double bass player with the Asheville Symphony

Orchestra and serves as the congregational cantor at

Congregation Beth Ha Tephila for the High Holidays.

Dr. Reese has served as chapel organist at Christ

School, Arden; has served in various capacities with

the Asheville Lyric Opera and

Opera Creations; and has served

as accompanist to the Wildacres

Flute Camp for fifteen years.

A native of Roanoke, VA,

clarinetist Eric Taylor is a versatile

and dynamic performer who is

an active member of the greater

Asheville freelance community. He

has played with various orchestras,

as well as wind, chamber, and musical

theatre ensembles along the

Vance Reese is a Professor of

Music at Brevard College

east coast, including the

Hendersonville Symphony

Orchestra, Piedmont

Symphony Orchestra, Signature

Winds, The Land

of the Sky Symphonic

Band, Asheville Clarinet

Choir, Asheville Community

Band, and Shenandoah

Summer Music Theatre.

Eric graduated cum laude

with a Bachelor of Music

from Shenandoah Conservatory

in 2013. His principal teachers include Garrick

Zoeter, Jeff Midkiff, and Kate Meier. Eric currently

resides in Asheville, where, in addition to his musical

pursuits, he works as a pastry cook and shift lead at

French Broad Chocolate Lounge.

IF

YOU

GO

PERFORMING ARTS

Friday, September 13, 7:30 pm Home of

Doris Loomis in Biltmore Forest is ​$28​. (address

of the concert will be emailed up purchase of

tickets) Tickets ​MUST​be purchased in advance. Great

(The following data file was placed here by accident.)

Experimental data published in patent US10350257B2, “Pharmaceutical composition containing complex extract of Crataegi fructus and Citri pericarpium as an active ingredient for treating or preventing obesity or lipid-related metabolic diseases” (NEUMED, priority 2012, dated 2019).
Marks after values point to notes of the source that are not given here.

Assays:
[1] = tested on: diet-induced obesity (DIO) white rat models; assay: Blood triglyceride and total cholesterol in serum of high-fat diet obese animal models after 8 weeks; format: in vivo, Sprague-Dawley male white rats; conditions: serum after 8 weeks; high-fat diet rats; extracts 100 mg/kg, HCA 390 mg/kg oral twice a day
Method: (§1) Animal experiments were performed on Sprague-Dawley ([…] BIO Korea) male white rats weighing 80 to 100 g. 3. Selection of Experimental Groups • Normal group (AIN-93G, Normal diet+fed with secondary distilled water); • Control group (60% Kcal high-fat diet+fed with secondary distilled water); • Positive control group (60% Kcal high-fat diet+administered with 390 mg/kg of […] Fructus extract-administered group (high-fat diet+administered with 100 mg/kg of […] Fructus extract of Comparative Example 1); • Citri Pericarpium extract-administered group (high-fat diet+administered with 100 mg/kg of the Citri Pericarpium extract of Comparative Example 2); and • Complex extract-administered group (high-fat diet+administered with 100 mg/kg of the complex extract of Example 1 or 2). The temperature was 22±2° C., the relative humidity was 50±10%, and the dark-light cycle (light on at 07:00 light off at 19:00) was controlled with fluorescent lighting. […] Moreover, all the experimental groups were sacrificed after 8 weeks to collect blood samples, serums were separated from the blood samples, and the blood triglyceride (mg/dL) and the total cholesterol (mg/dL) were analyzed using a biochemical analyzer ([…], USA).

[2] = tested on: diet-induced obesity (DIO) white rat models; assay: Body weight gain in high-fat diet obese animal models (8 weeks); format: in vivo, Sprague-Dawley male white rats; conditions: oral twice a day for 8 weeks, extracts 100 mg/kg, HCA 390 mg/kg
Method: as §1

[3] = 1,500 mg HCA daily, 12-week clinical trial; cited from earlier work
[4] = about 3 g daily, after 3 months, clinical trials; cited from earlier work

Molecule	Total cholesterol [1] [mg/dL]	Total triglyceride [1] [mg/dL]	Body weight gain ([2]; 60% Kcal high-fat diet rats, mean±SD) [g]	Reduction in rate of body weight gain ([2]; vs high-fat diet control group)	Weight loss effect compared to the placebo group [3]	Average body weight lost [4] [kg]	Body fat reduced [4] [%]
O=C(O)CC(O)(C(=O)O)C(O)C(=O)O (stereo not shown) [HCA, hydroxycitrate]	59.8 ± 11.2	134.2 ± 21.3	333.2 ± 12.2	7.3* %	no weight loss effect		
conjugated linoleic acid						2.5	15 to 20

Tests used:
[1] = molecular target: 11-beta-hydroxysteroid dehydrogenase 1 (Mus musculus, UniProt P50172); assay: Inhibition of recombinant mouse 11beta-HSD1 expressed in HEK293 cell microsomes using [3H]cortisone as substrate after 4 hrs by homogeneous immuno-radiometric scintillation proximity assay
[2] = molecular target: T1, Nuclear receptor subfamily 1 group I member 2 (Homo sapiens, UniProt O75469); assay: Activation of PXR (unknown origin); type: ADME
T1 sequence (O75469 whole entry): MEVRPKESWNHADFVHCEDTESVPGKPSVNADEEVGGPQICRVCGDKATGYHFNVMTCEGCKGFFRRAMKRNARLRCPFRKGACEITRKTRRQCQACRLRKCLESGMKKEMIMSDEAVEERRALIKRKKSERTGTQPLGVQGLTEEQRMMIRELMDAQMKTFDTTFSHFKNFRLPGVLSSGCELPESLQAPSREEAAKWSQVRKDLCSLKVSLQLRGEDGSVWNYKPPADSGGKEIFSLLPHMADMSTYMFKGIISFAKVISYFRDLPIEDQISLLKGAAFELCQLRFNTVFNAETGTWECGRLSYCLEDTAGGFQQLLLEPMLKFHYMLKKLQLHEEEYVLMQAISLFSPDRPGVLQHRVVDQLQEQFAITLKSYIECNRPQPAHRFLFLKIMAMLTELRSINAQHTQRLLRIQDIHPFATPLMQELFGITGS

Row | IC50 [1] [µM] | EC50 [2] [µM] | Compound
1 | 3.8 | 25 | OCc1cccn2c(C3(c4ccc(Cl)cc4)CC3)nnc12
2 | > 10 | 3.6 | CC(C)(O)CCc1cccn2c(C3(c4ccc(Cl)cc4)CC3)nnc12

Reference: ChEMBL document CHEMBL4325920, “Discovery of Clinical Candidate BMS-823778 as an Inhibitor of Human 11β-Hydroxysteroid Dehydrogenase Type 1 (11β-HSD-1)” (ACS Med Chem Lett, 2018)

food and drinks are included in the price. To buy tickets,

go to clarinetandfriends.com,

Saturday, September 14, 3 pm White Horse Black

Mountain is ​$18 in advance, $20 at the door. ​Discounted

advance tickets whitehorseblackmountain.com​.

For more information, contact Aaron Lipsky at:

aaronlipskyclarinet@gmail.com

Asheville Raven & Crone is

a feast for your senses!

Get Ready for Fall with

Asheville Raven & Crone

It’s the favorite time of year

for many people in the mountains

of North Carolina.

It’s especially festive at Asheville

Raven & Crone, where we

are filled to the brim with all sorts

of items to enhance Fall celebrations.

Whether you celebrate

Samhain, Halloween or the Fall

Equinox, we have incense, teas

and ancestral candles available,

as well as books, tarot cards,

cauldrons, wands, bells and

more. We also have daily readers:

tarot, rune reading, psychic mediums,

and an astrologer. Check

our events calendar on Facebook

and follow us on Instagram for

the latest news, item updates,

and more! We hope you enjoy the

stunning beauty of nature during

this time of year. Be sure to stop

by and visit the shop when you

are in the area. We are open seven

days a week, from 11- 7 pm.

Be sure to check out our 2020

calendar selection as well!

Asheville Raven and Crone • 555

Merrimon Ave, Asheville,

(828) 424-7868

www.ashevilleravenandcrone.com

VOL. 23, NO. 1 — SEPTEMBER 2019 | RAPIDRIVERMAGAZINE.COM | RAPID RIVER’S ARTS & CULTURE | 31


32 |RAPIDRIVERMAGAZINE.COM | RAPID RIVER’S ARTS & CULTURE | VOL. 23, NO. 1 SEPTEMBER 2019